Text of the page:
First ‘Settlement’ in 25 Years Inhabited With Evacuees From Amona

“Build houses and live in them, plant gardens and eat their fruit.” Jeremiah 29:5 (The Israel Bible™)

The first new Jewish community built with official sanction in more than 25 years will be inhabited on Monday, filled with the residents of Amona, who were expelled from their homes 14 months ago by order of the Supreme Court.

Temporary caravilla dwellings were set down in the new community of Amichai for the 42 families of Amona, who engaged in a protracted and highly publicized legal battle to remain in their homes, which they lost in February 2017. They have since resided together in a dormitory in the nearby community of Ofra.

In 2014, in a case brought years earlier by the Yesh Din pro-Palestinian legal aid organization, the Supreme Court found that a portion of the community of Amona was built on land belonging to Palestinians, and that the entire community should be destroyed.

Despite efforts on the part of the ruling coalition, the Israeli government was not able to prevent the demolition of the community, but managed to pass a “Regulation Law” allowing the government to expropriate land upon which Jewish communities were built in good faith or with government support, even if Palestinians later came to claim ownership of the lands.  That legislation was frozen by the Supreme Court in August.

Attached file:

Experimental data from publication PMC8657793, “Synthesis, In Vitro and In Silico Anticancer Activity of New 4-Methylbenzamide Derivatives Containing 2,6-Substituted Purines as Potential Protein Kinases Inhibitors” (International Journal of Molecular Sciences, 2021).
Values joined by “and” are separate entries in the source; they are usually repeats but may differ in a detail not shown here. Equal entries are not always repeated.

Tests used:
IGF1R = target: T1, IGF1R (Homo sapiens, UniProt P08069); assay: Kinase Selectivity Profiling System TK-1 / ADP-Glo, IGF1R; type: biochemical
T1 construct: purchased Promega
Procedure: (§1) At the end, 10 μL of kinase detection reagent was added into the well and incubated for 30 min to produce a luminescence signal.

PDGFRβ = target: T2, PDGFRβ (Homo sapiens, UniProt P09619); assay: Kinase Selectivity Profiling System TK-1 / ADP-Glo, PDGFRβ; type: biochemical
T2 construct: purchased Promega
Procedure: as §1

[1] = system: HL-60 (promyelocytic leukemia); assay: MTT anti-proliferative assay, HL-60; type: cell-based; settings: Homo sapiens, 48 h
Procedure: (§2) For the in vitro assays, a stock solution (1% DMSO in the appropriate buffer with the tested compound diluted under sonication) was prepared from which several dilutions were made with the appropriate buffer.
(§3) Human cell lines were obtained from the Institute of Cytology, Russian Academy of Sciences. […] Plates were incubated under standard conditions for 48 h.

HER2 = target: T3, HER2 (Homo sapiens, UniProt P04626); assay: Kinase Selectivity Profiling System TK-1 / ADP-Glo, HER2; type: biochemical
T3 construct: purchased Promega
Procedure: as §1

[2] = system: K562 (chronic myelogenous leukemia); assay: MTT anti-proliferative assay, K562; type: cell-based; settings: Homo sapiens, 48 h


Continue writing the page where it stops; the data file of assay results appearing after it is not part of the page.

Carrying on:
However, the coalition was able to go forward with a deal it clinched with Amona’s residents, promising them a new community in exchange for peaceably relinquishing their homes.

Amichai  is situated north of Palestinian Authority-controlled Ramallah, between the Jewish communities of Shilo and Eli.

“We are looking forward to entering our new homes, which we were able to establish with the blood of our hearts, with determination and faith, love for the land and for Zionism,” said Avichai Boaron, head of Amona’s secretariat.

The construction of permanent homes will begin in the coming months and is slated to reach 102 houses. However, roughly a third of those homes will have to pass legal hurdles, as new petitions have been filed by Palestinians who claim the land demarcated for the homes belongs to them.

The Supreme Court earlier this month froze compensation funds earmarked for the Amona expellees, saying they should not be compensated for their losses because they built their homes illegally.

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